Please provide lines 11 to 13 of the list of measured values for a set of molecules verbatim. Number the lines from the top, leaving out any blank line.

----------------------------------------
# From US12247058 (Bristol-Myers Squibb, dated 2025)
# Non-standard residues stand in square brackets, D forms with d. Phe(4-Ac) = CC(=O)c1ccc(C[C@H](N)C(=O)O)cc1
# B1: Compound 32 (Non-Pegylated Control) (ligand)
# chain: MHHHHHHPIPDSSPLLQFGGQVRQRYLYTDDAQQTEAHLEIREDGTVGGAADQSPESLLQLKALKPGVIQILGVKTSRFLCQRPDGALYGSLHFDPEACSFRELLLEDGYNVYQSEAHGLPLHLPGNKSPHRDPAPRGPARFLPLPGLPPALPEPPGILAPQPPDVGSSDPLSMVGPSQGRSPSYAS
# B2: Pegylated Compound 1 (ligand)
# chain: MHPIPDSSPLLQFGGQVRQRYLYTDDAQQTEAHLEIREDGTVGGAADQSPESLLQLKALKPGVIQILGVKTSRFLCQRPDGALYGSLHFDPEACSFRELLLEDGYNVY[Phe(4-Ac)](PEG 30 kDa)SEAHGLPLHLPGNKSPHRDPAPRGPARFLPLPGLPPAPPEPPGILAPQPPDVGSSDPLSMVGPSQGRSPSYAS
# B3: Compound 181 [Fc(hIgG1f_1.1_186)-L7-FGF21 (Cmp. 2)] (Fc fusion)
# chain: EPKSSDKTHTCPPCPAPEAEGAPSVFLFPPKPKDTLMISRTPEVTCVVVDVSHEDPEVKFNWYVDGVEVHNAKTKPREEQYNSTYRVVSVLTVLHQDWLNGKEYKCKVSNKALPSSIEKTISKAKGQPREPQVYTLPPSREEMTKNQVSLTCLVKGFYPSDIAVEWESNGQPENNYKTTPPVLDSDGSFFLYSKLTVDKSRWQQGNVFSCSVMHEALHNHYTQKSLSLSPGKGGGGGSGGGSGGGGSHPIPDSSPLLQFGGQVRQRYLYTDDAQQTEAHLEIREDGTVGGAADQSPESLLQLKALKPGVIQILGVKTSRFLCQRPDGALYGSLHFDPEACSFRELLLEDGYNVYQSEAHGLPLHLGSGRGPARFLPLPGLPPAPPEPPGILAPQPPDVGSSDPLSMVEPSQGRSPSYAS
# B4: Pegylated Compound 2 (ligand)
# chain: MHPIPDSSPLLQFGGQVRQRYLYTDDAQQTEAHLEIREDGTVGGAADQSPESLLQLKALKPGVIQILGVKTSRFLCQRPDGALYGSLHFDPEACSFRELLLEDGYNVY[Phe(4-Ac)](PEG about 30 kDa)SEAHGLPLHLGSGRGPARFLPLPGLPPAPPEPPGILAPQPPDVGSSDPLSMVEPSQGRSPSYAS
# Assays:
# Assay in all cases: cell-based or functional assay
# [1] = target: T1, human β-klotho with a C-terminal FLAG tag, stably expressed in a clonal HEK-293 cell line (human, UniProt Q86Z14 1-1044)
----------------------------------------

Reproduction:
# Assays:
# Assay in all cases: cell-based or functional assay
# [1] = target: T1, human β-klotho with a C-terminal FLAG tag, stably expressed in a clonal HEK-293 cell line (human, UniProt Q86Z14 1-1044)